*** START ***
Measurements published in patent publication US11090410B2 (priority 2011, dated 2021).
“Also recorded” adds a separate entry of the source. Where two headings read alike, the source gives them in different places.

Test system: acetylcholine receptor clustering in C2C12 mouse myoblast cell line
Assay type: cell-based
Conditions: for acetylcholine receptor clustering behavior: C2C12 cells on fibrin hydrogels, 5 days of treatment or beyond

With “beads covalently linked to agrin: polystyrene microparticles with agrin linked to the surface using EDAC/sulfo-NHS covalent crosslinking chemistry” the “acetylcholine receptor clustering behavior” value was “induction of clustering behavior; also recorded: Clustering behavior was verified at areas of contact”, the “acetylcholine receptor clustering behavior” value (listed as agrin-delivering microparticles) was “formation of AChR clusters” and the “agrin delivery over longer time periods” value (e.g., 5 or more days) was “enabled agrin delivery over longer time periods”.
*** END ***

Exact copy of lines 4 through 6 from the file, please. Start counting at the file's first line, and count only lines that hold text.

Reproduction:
Assay type: cell-based
Conditions: for acetylcholine receptor clustering behavior: C2C12 cells on fibrin hydrogels, 5 days of treatment or beyond

With “beads covalently linked to agrin: polystyrene microparticles with agrin linked to the surface using EDAC/sulfo-NHS covalent crosslinking chemistry” the “acetylcholine receptor clustering behavior” value was “induction of clustering behavior; also recorded: Clustering behavior was verified at areas of contact”, the “acetylcholine receptor clustering behavior” value (listed as agrin-delivering microparticles) was “formation of AChR clusters” and the “agrin delivery over longer time periods” value (e.g., 5 or more days) was “enabled agrin delivery over longer time periods”.